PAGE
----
In the digital age, “above the fold” refers to what you see on your website before you click or scroll. All other content that requires scrolling is considered to be “below the fold.”

Why the Fold Matters

Just like newspapers, your website should showcase its most important information at first glance. Why? Some people simply won’t scroll; that means that they will judge your entire website based on what they see on that first screen. Additionally, research shows that people have attention spans of less than 8 seconds. Even if they do scroll, there’s a good chance that they won’t make it to the bottom of your home page.

Things to Consider When Planning for Above the Fold

Keep in mind that the content above the fold is the first impression of your business.

Before deciding what you want to display, consider:

  • Who is looking at your site. By doing some research, you can determine if most viewers are looking at your site from a computer, tablet, or mobile phone. By knowing this level of detail, you can gear your home page to the audience viewing it the most.
  • How you’re going to convince them to scroll down. In order to convince people to scroll, you have to engage them with good copy and great graphics. Give them the most critical information about your business above the fold, but lure them into wanting to see – or read – more.
  • How you can avoid a false bottom. Many sites appear to end at the fold. Make sure that some of your content is cut off (indicating there’s more below) or that you have arrows or graphics telling viewers to scroll down. If people think there’s nothing below the fold, they won’t even try to scroll.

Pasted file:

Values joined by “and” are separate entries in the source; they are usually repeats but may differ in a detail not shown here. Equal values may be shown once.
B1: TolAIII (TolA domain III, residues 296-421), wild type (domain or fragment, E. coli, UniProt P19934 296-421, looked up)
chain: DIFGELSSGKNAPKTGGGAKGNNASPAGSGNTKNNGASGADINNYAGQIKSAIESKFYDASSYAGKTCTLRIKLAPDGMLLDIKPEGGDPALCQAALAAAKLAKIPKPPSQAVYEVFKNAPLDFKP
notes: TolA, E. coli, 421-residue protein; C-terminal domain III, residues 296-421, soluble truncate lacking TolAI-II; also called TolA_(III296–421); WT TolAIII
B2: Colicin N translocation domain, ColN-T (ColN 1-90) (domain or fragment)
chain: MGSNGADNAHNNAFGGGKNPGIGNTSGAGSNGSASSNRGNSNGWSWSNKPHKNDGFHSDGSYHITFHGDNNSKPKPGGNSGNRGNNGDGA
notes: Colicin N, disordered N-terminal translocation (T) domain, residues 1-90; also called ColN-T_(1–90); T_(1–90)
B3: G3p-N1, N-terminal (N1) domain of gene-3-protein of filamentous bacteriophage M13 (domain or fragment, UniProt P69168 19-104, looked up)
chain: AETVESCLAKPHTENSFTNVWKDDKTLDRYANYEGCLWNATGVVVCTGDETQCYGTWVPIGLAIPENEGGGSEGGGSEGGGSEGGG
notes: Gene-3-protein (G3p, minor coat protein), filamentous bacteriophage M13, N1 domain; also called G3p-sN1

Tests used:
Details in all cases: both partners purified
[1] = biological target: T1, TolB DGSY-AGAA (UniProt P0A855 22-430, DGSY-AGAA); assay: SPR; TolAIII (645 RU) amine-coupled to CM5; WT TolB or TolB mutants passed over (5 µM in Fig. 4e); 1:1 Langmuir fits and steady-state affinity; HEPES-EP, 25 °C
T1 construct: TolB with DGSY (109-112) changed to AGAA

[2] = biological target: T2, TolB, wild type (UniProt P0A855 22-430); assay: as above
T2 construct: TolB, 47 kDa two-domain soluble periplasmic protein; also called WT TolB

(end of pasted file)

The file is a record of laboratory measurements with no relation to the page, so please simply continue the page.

The Great Call-to-Action Debate

Jakob Nielsen, a world-renowned web usability consultant, notes that only 20 percent of viewers will read below the fold of your website, with the likelihood of them scrolling all the way to the bottom almost nonexistent. Because of this, many companies argue that your call-to-action should be above the fold. Others say that it’s too pushy to put a call-to-action above the fold, and that you need to worry more about convincing people to scroll than having a call-to-action front and center.

What do we think? Well, we believe that every business is unique. A call-to-action above the fold may not seem pushy for one business; it might actually seem necessary. On the other hand, research has proven that people will scroll if they think there’s more interesting content to see and read. Additionally, research has also shown that people are more willing to scroll than click.

It’s more important to worry about summarizing what you want your audience to know above the fold – and engaging them.

It Always Goes Back to Content

We’ve said this on many, many occasions: Content is King. The best websites are designed with their target audiences in mind – knowing what potential customers want to hear and how they want to hear it. If you can achieve all of that in that precious space above the fold, then you’ll be on your way to a successful and rewarding website.

Turning Tech Talk into Business Value – Marketing Tech

Marketing Tech … Does Your Marketing Company Speak Geek?